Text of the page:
Limits...
A case of multiple evanescent white dot syndrome misdiagnosed as optic neuritis: Differential diagnosis for the neurologist.

Pellegrini F, Interlandi E - J Neurosci Rural Pract (2016 Apr-Jun)

Bottom Line: A 25-year-old female presented to a local hospital for acute onset of a central scotoma in the left visual field.After a description of the case, a brief differential diagnosis between these two entities is made.The neurologist should be aware of this uncommon condition.

View Article: PubMed Central - PubMed

Affiliation: Department of Ophthalmology, Conegliano Hospital, Conegliano, Treviso, Italy.

ABSTRACT
A 25-year-old female presented to a local hospital for acute onset of a central scotoma in the left visual field. She was visited by the neurologist, and a diagnosis of left retrobulbar optic neuritis was made. Magnetic resonance imaging scan was normal. Ophthalmic examination revealed a multiple evanescent white dot syndrome. After a description of the case, a brief differential diagnosis between these two entities is made. The neurologist should be aware of this uncommon condition.

No MeSH data available.


Related in: MedlinePlus

Optical coherence tomography scan of the fovea outer segment shows disruption at the inner segment/outer segment junction of photoreceptor layer in the macula
© Copyright Policy - open-access
Related In: Results  -  Collection

License
getmorefigures.php?uid=PMC4821940&req=5

Figure 3: Optical coherence tomography scan of the fovea outer segment shows disruption at the inner segment/outer segment junction of photoreceptor layer in the macula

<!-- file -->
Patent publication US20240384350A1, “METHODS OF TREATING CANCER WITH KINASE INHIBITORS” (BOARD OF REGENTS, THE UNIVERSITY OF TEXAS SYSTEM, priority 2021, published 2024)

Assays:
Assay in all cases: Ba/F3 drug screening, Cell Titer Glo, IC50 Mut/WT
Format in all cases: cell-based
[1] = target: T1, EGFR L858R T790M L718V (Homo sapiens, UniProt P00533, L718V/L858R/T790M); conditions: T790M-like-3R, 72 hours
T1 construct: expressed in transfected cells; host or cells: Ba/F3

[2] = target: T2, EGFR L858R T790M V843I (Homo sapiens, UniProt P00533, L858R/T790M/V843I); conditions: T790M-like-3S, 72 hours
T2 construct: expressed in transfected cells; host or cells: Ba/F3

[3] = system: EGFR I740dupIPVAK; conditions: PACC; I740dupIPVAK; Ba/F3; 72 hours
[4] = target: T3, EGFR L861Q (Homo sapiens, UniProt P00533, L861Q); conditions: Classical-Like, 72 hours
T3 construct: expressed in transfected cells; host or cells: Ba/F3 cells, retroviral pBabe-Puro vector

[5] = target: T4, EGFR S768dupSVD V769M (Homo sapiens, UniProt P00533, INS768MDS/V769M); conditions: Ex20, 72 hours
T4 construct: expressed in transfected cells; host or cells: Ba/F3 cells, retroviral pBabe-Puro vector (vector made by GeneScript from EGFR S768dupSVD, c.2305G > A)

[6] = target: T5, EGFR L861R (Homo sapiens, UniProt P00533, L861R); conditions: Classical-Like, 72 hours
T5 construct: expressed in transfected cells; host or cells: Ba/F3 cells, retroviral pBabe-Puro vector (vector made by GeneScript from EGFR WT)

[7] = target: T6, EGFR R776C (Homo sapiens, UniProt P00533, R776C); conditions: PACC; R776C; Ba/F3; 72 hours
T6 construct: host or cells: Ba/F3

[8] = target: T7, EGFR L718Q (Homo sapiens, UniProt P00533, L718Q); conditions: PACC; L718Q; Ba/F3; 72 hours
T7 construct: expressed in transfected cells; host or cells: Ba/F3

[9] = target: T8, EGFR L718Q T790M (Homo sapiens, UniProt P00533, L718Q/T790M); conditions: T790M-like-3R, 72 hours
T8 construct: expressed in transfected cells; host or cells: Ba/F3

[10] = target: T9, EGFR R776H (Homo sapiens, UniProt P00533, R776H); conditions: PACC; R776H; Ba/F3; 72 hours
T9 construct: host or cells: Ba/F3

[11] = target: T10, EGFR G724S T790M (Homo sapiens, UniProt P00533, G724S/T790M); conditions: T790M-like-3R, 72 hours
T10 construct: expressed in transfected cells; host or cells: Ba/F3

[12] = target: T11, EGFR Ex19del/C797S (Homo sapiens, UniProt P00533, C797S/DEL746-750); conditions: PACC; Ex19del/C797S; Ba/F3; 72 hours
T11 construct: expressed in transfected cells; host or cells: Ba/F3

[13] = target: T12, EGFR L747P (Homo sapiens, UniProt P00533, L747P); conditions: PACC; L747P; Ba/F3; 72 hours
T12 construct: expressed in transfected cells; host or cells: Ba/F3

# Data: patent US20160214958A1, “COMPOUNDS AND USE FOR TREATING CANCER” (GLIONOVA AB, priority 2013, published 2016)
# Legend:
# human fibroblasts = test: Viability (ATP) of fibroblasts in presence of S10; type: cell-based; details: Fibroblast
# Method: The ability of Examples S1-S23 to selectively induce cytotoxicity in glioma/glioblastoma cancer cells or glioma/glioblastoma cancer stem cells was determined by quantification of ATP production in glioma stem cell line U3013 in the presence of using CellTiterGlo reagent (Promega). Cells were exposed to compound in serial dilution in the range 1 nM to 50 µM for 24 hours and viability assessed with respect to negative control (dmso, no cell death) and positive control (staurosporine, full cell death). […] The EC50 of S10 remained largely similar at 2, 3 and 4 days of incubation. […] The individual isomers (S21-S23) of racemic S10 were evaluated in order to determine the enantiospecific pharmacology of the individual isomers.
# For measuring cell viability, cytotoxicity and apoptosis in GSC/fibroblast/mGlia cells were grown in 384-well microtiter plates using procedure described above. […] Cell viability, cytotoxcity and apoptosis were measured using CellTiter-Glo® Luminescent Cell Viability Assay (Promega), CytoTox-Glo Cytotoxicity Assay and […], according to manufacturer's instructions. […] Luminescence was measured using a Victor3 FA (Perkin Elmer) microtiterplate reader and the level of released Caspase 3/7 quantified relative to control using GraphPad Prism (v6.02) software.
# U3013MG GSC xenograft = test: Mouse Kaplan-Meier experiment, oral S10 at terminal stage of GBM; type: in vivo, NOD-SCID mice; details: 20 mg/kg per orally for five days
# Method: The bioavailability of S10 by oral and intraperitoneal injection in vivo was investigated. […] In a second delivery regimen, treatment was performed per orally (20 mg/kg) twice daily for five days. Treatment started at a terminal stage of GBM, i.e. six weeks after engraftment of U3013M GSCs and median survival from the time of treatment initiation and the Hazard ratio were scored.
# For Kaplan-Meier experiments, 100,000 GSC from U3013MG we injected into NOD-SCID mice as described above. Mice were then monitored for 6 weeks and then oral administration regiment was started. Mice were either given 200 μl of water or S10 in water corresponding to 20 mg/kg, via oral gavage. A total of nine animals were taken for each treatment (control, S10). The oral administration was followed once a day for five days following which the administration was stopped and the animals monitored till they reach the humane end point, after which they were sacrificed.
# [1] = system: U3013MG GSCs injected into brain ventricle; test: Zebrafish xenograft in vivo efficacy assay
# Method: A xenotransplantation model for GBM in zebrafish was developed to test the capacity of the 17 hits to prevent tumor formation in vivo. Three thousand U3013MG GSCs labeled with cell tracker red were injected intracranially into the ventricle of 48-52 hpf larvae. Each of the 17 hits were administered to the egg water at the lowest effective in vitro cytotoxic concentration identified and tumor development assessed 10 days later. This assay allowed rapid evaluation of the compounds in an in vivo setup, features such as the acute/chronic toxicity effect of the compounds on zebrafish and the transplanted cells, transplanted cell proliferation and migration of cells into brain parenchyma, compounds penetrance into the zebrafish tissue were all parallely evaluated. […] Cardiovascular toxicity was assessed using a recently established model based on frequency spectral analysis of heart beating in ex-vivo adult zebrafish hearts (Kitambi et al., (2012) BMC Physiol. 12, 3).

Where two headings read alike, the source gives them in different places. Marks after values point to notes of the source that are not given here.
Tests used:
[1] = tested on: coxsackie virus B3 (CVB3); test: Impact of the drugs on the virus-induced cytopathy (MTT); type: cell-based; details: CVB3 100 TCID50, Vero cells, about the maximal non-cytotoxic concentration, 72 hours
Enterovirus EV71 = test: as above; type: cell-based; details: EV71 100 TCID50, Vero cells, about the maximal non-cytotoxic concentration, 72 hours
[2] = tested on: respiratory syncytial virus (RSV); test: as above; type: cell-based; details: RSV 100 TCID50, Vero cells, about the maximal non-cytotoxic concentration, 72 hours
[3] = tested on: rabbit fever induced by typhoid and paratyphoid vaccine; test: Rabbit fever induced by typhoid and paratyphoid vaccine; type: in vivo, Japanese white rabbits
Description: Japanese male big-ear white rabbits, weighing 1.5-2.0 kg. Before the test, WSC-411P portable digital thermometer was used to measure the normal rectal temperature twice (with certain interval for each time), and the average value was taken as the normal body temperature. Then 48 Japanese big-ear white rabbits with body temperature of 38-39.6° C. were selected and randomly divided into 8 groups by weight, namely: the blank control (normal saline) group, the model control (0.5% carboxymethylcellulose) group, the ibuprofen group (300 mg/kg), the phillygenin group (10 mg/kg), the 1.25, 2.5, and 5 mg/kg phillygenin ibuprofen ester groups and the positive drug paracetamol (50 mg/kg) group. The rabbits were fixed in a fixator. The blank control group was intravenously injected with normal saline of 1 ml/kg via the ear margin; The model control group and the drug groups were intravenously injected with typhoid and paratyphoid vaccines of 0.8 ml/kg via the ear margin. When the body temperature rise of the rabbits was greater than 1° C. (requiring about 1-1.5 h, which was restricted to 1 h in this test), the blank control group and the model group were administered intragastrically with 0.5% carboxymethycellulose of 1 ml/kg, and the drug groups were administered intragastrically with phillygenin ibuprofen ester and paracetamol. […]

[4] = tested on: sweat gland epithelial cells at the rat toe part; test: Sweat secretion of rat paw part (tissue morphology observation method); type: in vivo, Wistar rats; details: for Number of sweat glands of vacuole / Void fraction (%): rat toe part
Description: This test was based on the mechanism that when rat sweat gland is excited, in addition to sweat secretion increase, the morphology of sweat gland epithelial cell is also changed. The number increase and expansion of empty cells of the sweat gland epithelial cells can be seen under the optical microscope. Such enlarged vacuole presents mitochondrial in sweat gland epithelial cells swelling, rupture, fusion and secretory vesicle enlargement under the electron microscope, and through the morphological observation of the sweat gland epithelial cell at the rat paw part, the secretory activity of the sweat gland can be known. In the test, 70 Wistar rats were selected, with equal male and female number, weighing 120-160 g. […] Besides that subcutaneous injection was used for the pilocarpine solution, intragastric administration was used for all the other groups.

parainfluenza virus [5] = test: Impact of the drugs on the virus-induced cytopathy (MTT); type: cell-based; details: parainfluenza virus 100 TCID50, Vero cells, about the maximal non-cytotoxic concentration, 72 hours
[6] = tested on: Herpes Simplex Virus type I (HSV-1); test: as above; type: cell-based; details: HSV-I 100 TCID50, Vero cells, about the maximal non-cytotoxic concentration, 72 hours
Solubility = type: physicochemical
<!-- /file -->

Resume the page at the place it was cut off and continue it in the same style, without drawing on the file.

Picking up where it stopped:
Mentions: A 25-year-old female presented to a local hospital for acute onset of a central scotoma in the left visual field. The neurologist collected a visual acuity (VA) of 20/20 in OD and 10/20 in OS; pupil examination as well as optic nerve examination by direct ophthalmoscopy was normal. A retrobulbar optic neuritis was suspected so that a contrast brain magnetic resonance imaging scan was requested. This resulted normal with no signs of optic neuritis or multiple sclerosis. She was sent to neuro-ophthalmology, where she presented 2 weeks later. Her past ocular history was positive for mild myopia (−1.75 SF OU); she denied smoke, trauma, or drug consumption, but to specific questioning, the patient reported a flu-like illness 1 month before the onset of her symptoms. She denied pain on eye movement when presented the 1st time with visual loss. The neurologic examination was normal. Her VA was 20/20 in OD and 15/20 in OS. Pupils were equal a briskly reactive to light with no relative afferent pupillary defect (RAPD). Ishihara test was full OD (12/12) but abnormal in OS (7/12); anterior segment examination and intraocular pressure were within normal limits in OU. On fundus examination, a granular appearance of the macula [Figure 1] was evident in OS with some residual white spots in the posterior pole [Figure 2]. Fundus examination in OD was normal. Optical coherence tomography scan of the macula was positive for a disruption of outer retinal layers [Figure 3] well matching the granular appearance of retinography. Autofluorescence [Figure 4] revealed a major number of white spots as compared to fundus examination. The patient refused the consent for visual field and indocyanine green angiography. She was diagnosed with MEWDS and scheduled for control at 3 months.